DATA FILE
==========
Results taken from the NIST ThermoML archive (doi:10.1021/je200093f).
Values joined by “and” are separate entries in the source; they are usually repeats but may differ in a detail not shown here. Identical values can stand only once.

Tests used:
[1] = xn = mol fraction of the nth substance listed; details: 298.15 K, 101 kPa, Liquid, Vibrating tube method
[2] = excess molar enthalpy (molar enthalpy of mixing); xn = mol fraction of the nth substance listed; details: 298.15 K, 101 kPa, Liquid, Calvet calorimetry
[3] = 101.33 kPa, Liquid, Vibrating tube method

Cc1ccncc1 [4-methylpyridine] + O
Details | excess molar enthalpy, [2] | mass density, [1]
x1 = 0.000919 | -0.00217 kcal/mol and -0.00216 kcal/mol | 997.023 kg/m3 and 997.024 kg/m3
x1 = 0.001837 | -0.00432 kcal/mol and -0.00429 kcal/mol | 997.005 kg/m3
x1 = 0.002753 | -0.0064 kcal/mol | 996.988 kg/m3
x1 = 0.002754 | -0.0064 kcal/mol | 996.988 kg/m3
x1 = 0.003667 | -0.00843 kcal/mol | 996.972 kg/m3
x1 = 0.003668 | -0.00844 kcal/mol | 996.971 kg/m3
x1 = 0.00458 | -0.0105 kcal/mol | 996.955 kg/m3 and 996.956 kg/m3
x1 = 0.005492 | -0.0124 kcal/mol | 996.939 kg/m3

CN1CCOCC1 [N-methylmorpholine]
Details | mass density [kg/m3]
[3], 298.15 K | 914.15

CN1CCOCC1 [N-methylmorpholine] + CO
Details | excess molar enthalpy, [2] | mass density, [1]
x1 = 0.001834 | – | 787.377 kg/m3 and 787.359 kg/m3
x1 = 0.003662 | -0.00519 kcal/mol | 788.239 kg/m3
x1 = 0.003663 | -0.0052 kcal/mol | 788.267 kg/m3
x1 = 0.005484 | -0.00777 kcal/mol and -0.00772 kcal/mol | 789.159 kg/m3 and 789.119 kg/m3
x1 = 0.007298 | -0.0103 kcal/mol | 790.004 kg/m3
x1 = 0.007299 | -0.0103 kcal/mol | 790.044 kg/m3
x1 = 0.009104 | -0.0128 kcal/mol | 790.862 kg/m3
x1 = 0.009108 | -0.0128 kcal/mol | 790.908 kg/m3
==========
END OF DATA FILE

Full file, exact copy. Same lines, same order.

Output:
Results taken from the NIST ThermoML archive (doi:10.1021/je200093f).
Values joined by “and” are separate entries in the source; they are usually repeats but may differ in a detail not shown here. Identical values can stand only once.

Tests used:
[1] = xn = mol fraction of the nth substance listed; details: 298.15 K, 101 kPa, Liquid, Vibrating tube method
[2] = excess molar enthalpy (molar enthalpy of mixing); xn = mol fraction of the nth substance listed; details: 298.15 K, 101 kPa, Liquid, Calvet calorimetry
[3] = 101.33 kPa, Liquid, Vibrating tube method

Cc1ccncc1 [4-methylpyridine] + O
Details | excess molar enthalpy, [2] | mass density, [1]
x1 = 0.000919 | -0.00217 kcal/mol and -0.00216 kcal/mol | 997.023 kg/m3 and 997.024 kg/m3
x1 = 0.001837 | -0.00432 kcal/mol and -0.00429 kcal/mol | 997.005 kg/m3
x1 = 0.002753 | -0.0064 kcal/mol | 996.988 kg/m3
x1 = 0.002754 | -0.0064 kcal/mol | 996.988 kg/m3
x1 = 0.003667 | -0.00843 kcal/mol | 996.972 kg/m3
x1 = 0.003668 | -0.00844 kcal/mol | 996.971 kg/m3
x1 = 0.00458 | -0.0105 kcal/mol | 996.955 kg/m3 and 996.956 kg/m3
x1 = 0.005492 | -0.0124 kcal/mol | 996.939 kg/m3

CN1CCOCC1 [N-methylmorpholine]
Details | mass density [kg/m3]
[3], 298.15 K | 914.15

CN1CCOCC1 [N-methylmorpholine] + CO
Details | excess molar enthalpy, [2] | mass density, [1]
x1 = 0.001834 | – | 787.377 kg/m3 and 787.359 kg/m3
x1 = 0.003662 | -0.00519 kcal/mol | 788.239 kg/m3
x1 = 0.003663 | -0.0052 kcal/mol | 788.267 kg/m3
x1 = 0.005484 | -0.00777 kcal/mol and -0.00772 kcal/mol | 789.159 kg/m3 and 789.119 kg/m3
x1 = 0.007298 | -0.0103 kcal/mol | 790.004 kg/m3
x1 = 0.007299 | -0.0103 kcal/mol | 790.044 kg/m3
x1 = 0.009104 | -0.0128 kcal/mol | 790.862 kg/m3
x1 = 0.009108 | -0.0128 kcal/mol | 790.908 kg/m3